SailNet Community banner

1 - 14 of 14 Posts

·
Captain Faris
Joined
·
29 Posts
Discussion Starter #1
I got a good deal on two Baofeng UV-5R VHS radios, but haven't wrestled with saving channels using the USB cable yet. The software available to download seems sketchy and I hesitate.

However, I have the channel frequencies for marine 16 156.800 and 69 156.575 (plus all the others, of course) which I have set for the A and B frequencies giving me a virtual two channel VHF radio.

Is that a reasonable way to get minimal marine VHF? I know I'd need to manually change one of those to Channel 13 in major harbors, for example, but it seems tolerable. I can also tell friends to buy their own and do the same easily. The programming complexity seems great for "later", but as a quick start to adding VHF to small boats this seems okay. Right?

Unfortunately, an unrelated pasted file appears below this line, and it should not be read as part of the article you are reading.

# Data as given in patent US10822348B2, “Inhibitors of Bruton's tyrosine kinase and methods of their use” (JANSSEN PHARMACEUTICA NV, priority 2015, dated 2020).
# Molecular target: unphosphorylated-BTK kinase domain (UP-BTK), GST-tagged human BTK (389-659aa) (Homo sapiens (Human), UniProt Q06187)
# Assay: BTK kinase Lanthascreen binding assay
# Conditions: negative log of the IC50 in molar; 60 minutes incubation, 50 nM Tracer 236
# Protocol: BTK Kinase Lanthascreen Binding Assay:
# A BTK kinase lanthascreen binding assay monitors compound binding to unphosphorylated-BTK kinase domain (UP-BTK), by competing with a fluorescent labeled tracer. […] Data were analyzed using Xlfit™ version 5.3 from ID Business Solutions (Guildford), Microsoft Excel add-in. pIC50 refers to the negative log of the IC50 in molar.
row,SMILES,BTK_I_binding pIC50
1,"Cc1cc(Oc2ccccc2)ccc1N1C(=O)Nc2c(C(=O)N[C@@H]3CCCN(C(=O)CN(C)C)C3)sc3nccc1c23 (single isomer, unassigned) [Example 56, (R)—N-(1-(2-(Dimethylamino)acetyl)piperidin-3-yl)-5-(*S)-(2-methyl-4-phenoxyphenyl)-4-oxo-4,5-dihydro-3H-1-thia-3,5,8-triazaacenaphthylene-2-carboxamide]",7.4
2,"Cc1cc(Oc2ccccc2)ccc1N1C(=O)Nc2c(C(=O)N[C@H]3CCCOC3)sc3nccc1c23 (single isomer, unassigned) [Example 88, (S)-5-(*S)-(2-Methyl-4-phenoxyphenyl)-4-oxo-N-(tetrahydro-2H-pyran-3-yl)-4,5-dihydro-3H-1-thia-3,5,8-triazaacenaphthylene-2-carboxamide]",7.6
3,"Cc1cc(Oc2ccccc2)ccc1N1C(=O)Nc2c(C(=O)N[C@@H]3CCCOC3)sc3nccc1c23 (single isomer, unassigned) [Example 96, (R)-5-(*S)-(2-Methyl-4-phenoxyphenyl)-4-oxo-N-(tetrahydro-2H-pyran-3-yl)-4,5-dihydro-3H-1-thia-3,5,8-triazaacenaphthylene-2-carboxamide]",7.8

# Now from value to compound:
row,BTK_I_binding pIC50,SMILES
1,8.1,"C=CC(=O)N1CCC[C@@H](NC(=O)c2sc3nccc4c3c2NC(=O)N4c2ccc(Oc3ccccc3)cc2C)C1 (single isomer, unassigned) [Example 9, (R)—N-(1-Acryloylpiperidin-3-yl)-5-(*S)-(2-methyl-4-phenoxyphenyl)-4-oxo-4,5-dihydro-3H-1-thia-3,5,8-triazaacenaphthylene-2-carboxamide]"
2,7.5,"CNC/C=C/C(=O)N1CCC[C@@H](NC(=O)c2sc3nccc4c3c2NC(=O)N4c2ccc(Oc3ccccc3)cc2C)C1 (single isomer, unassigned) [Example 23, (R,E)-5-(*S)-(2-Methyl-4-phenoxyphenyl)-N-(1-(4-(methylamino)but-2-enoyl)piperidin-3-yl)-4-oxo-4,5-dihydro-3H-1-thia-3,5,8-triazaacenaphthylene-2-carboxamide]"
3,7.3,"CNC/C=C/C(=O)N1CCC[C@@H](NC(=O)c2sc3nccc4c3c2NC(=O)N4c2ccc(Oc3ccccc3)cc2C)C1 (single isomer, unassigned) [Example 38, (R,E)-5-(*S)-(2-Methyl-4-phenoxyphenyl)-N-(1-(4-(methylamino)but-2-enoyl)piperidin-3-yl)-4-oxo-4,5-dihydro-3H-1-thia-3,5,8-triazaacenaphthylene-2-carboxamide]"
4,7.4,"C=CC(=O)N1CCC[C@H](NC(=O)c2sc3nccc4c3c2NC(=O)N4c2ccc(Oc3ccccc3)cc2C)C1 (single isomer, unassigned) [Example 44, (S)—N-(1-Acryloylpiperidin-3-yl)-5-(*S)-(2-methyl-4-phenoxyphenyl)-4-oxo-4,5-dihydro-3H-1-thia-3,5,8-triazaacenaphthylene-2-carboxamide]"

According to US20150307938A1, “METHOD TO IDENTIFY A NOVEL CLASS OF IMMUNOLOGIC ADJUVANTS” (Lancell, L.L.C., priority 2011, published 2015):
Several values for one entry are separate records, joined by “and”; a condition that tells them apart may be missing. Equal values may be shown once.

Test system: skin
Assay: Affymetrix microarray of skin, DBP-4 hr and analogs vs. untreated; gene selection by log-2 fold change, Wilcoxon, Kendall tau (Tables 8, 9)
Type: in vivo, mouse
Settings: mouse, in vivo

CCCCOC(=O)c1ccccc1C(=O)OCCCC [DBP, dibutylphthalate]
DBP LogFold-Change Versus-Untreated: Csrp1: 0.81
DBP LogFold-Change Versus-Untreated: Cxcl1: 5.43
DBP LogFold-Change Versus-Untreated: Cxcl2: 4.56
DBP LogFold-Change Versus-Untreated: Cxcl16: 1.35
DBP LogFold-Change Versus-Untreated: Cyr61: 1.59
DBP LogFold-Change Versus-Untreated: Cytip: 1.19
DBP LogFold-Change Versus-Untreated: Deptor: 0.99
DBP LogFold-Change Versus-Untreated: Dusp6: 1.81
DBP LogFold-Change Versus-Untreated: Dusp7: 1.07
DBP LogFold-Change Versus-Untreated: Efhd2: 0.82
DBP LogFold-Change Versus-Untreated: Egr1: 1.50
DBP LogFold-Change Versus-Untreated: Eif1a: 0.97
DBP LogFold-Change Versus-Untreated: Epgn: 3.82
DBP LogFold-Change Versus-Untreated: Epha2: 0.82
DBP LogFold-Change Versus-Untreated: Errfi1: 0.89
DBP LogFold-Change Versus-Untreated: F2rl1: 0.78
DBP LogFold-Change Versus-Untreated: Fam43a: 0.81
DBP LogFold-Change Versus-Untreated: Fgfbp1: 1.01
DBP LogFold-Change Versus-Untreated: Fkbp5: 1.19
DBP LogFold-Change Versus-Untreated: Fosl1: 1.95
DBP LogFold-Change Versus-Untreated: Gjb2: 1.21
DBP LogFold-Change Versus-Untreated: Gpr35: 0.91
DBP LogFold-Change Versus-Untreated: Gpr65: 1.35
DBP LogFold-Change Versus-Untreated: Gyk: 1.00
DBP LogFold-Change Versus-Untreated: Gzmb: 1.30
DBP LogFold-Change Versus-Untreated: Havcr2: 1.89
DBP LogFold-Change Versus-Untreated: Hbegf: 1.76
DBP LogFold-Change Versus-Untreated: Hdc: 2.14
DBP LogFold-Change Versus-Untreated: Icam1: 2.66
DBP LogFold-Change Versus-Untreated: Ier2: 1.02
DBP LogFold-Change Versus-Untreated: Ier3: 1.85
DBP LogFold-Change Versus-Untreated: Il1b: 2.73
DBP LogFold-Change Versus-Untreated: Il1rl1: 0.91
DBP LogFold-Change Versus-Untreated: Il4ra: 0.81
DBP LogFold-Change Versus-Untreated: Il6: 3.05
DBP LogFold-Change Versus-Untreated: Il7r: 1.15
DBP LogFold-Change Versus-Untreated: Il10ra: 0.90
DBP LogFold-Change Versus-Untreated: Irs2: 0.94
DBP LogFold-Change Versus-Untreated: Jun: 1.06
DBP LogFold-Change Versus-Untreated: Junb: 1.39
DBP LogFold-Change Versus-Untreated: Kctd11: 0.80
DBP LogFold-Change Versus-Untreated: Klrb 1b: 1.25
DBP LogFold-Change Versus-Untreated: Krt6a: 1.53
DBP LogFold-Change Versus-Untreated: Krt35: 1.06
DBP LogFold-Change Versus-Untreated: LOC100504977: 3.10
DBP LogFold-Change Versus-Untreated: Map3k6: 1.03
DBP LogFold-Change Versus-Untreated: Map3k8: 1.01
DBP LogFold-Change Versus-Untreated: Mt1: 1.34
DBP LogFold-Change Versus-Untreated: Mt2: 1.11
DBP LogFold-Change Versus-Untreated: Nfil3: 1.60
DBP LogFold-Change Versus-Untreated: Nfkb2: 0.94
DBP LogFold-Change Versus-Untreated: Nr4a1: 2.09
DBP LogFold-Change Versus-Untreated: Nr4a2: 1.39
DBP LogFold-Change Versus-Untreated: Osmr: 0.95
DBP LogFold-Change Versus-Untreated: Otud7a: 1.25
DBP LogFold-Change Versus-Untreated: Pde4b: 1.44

And, I probably should make sure I switch to FRS or MURS frequencies when not on the water.

Anything critical that I'm missing? I know to stay within the power limitations of the FRS and MURS regulations.
 

·
Registered
Joined
·
517 Posts
I think it's a cool unit with lots of capability, surely worth the price. But I am not so sure I'd want it onboard as my VHF.

I may be missing the point, but is there a benefit to using it instead of, say, this: https://www.amazon.com/Cobra-Electronics-Corporation-MRHH125-Handheld/dp/B00126K8BM/ref=sr_1_10?crid=2XQ60VJH01XTY&keywords=vhf+radio+marine&qid=1572374059&sprefix=vhf,aps,322&sr=8-10